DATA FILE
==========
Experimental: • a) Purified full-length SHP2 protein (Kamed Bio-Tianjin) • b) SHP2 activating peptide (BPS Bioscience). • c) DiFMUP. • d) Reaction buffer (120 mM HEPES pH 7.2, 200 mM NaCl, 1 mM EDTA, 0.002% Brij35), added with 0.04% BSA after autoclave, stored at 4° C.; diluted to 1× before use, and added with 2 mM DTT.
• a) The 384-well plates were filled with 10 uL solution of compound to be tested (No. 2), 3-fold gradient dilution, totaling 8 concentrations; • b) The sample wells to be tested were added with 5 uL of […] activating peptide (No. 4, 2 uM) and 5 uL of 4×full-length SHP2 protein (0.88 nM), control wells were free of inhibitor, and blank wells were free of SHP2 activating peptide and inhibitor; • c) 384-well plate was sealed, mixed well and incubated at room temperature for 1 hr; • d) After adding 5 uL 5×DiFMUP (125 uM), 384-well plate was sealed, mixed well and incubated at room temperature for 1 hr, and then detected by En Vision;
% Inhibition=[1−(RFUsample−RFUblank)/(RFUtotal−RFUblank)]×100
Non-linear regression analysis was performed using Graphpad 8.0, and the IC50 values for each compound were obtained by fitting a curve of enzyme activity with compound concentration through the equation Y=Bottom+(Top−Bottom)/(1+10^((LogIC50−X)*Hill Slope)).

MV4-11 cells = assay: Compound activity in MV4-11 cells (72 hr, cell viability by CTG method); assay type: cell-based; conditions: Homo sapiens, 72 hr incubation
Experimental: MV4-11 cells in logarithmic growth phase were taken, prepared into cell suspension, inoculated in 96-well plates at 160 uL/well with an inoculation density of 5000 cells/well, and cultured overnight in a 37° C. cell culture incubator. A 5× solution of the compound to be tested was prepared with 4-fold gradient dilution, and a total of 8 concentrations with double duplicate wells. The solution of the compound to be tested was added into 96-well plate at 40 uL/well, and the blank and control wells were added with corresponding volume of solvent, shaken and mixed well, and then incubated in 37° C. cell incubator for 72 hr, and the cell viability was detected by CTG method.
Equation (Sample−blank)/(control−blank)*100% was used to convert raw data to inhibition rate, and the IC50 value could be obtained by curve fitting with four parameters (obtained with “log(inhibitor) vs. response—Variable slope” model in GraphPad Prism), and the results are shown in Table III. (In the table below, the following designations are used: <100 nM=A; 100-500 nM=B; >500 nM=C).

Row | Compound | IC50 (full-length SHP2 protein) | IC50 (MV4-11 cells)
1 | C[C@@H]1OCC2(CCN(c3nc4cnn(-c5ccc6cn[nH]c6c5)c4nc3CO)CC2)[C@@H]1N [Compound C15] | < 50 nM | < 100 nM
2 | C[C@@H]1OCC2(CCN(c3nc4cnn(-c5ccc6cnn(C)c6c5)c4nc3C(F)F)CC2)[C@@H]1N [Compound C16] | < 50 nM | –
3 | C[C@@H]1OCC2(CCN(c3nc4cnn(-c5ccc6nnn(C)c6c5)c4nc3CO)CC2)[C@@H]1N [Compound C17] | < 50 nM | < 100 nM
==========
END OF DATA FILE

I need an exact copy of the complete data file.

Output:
Experimental: • a) Purified full-length SHP2 protein (Kamed Bio-Tianjin) • b) SHP2 activating peptide (BPS Bioscience). • c) DiFMUP. • d) Reaction buffer (120 mM HEPES pH 7.2, 200 mM NaCl, 1 mM EDTA, 0.002% Brij35), added with 0.04% BSA after autoclave, stored at 4° C.; diluted to 1× before use, and added with 2 mM DTT.
• a) The 384-well plates were filled with 10 uL solution of compound to be tested (No. 2), 3-fold gradient dilution, totaling 8 concentrations; • b) The sample wells to be tested were added with 5 uL of […] activating peptide (No. 4, 2 uM) and 5 uL of 4×full-length SHP2 protein (0.88 nM), control wells were free of inhibitor, and blank wells were free of SHP2 activating peptide and inhibitor; • c) 384-well plate was sealed, mixed well and incubated at room temperature for 1 hr; • d) After adding 5 uL 5×DiFMUP (125 uM), 384-well plate was sealed, mixed well and incubated at room temperature for 1 hr, and then detected by En Vision;
% Inhibition=[1−(RFUsample−RFUblank)/(RFUtotal−RFUblank)]×100
Non-linear regression analysis was performed using Graphpad 8.0, and the IC50 values for each compound were obtained by fitting a curve of enzyme activity with compound concentration through the equation Y=Bottom+(Top−Bottom)/(1+10^((LogIC50−X)*Hill Slope)).

MV4-11 cells = assay: Compound activity in MV4-11 cells (72 hr, cell viability by CTG method); assay type: cell-based; conditions: Homo sapiens, 72 hr incubation
Experimental: MV4-11 cells in logarithmic growth phase were taken, prepared into cell suspension, inoculated in 96-well plates at 160 uL/well with an inoculation density of 5000 cells/well, and cultured overnight in a 37° C. cell culture incubator. A 5× solution of the compound to be tested was prepared with 4-fold gradient dilution, and a total of 8 concentrations with double duplicate wells. The solution of the compound to be tested was added into 96-well plate at 40 uL/well, and the blank and control wells were added with corresponding volume of solvent, shaken and mixed well, and then incubated in 37° C. cell incubator for 72 hr, and the cell viability was detected by CTG method.
Equation (Sample−blank)/(control−blank)*100% was used to convert raw data to inhibition rate, and the IC50 value could be obtained by curve fitting with four parameters (obtained with “log(inhibitor) vs. response—Variable slope” model in GraphPad Prism), and the results are shown in Table III. (In the table below, the following designations are used: <100 nM=A; 100-500 nM=B; >500 nM=C).

Row | Compound | IC50 (full-length SHP2 protein) | IC50 (MV4-11 cells)
1 | C[C@@H]1OCC2(CCN(c3nc4cnn(-c5ccc6cn[nH]c6c5)c4nc3CO)CC2)[C@@H]1N [Compound C15] | < 50 nM | < 100 nM
2 | C[C@@H]1OCC2(CCN(c3nc4cnn(-c5ccc6cnn(C)c6c5)c4nc3C(F)F)CC2)[C@@H]1N [Compound C16] | < 50 nM | –
3 | C[C@@H]1OCC2(CCN(c3nc4cnn(-c5ccc6nnn(C)c6c5)c4nc3CO)CC2)[C@@H]1N [Compound C17] | < 50 nM | < 100 nM